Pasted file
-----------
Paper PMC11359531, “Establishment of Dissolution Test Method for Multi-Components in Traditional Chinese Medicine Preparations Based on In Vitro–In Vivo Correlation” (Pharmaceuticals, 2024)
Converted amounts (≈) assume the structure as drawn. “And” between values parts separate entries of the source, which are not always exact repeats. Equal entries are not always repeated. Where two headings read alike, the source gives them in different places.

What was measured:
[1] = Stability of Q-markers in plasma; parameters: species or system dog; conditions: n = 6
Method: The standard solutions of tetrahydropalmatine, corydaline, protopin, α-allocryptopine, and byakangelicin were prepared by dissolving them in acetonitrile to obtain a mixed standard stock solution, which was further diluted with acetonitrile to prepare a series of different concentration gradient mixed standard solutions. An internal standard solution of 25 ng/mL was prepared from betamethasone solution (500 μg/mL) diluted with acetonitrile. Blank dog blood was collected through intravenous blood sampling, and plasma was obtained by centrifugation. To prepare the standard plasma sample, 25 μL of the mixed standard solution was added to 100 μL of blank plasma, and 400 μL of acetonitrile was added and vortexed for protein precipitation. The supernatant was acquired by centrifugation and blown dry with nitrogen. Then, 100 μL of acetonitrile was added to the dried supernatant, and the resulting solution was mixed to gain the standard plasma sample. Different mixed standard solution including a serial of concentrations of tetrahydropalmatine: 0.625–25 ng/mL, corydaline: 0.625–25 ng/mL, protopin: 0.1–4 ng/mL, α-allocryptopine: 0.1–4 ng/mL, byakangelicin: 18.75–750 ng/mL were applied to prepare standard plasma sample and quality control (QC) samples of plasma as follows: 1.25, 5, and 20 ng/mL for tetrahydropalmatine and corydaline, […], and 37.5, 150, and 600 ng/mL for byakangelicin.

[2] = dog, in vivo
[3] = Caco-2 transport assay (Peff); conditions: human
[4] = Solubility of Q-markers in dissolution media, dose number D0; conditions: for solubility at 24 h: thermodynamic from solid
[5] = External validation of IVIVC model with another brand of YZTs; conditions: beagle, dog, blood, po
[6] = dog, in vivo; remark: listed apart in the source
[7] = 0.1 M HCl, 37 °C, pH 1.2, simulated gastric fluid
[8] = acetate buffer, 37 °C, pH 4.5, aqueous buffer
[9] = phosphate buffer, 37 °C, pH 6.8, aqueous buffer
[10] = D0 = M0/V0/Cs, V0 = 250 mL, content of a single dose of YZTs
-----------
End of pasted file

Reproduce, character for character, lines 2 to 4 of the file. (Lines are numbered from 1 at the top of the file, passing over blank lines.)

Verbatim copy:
Converted amounts (≈) assume the structure as drawn. “And” between values parts separate entries of the source, which are not always exact repeats. Equal entries are not always repeated. Where two headings read alike, the source gives them in different places.

What was measured:
[1] = Stability of Q-markers in plasma; parameters: species or system dog; conditions: n = 6